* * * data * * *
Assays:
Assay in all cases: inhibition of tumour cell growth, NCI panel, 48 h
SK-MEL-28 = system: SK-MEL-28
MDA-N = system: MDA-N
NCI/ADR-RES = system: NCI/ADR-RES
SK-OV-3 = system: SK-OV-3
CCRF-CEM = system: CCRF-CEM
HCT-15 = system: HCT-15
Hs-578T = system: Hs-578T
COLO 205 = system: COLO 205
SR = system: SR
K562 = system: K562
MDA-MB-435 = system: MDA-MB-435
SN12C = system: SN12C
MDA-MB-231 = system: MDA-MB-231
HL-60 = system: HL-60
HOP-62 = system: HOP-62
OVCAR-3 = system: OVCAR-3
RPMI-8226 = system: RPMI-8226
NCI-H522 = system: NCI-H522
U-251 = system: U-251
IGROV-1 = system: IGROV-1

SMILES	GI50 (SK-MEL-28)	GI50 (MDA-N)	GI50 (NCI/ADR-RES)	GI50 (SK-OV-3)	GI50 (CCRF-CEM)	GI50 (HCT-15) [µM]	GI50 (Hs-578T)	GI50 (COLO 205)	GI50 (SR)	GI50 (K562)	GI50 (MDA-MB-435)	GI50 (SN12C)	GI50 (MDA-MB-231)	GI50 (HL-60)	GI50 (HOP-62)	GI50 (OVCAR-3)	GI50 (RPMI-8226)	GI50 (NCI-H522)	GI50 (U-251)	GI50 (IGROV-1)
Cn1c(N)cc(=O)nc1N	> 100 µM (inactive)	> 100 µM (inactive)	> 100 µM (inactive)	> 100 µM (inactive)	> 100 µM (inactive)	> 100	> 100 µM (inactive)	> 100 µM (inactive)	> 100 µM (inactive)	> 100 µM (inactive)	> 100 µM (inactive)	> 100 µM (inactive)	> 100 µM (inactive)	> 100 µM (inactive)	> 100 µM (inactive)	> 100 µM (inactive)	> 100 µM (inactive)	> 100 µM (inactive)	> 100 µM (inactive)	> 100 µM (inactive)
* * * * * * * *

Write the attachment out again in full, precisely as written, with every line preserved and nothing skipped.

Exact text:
Assays:
Assay in all cases: inhibition of tumour cell growth, NCI panel, 48 h
SK-MEL-28 = system: SK-MEL-28
MDA-N = system: MDA-N
NCI/ADR-RES = system: NCI/ADR-RES
SK-OV-3 = system: SK-OV-3
CCRF-CEM = system: CCRF-CEM
HCT-15 = system: HCT-15
Hs-578T = system: Hs-578T
COLO 205 = system: COLO 205
SR = system: SR
K562 = system: K562
MDA-MB-435 = system: MDA-MB-435
SN12C = system: SN12C
MDA-MB-231 = system: MDA-MB-231
HL-60 = system: HL-60
HOP-62 = system: HOP-62
OVCAR-3 = system: OVCAR-3
RPMI-8226 = system: RPMI-8226
NCI-H522 = system: NCI-H522
U-251 = system: U-251
IGROV-1 = system: IGROV-1

SMILES	GI50 (SK-MEL-28)	GI50 (MDA-N)	GI50 (NCI/ADR-RES)	GI50 (SK-OV-3)	GI50 (CCRF-CEM)	GI50 (HCT-15) [µM]	GI50 (Hs-578T)	GI50 (COLO 205)	GI50 (SR)	GI50 (K562)	GI50 (MDA-MB-435)	GI50 (SN12C)	GI50 (MDA-MB-231)	GI50 (HL-60)	GI50 (HOP-62)	GI50 (OVCAR-3)	GI50 (RPMI-8226)	GI50 (NCI-H522)	GI50 (U-251)	GI50 (IGROV-1)
Cn1c(N)cc(=O)nc1N	> 100 µM (inactive)	> 100 µM (inactive)	> 100 µM (inactive)	> 100 µM (inactive)	> 100 µM (inactive)	> 100	> 100 µM (inactive)	> 100 µM (inactive)	> 100 µM (inactive)	> 100 µM (inactive)	> 100 µM (inactive)	> 100 µM (inactive)	> 100 µM (inactive)	> 100 µM (inactive)	> 100 µM (inactive)	> 100 µM (inactive)	> 100 µM (inactive)	> 100 µM (inactive)	> 100 µM (inactive)	> 100 µM (inactive)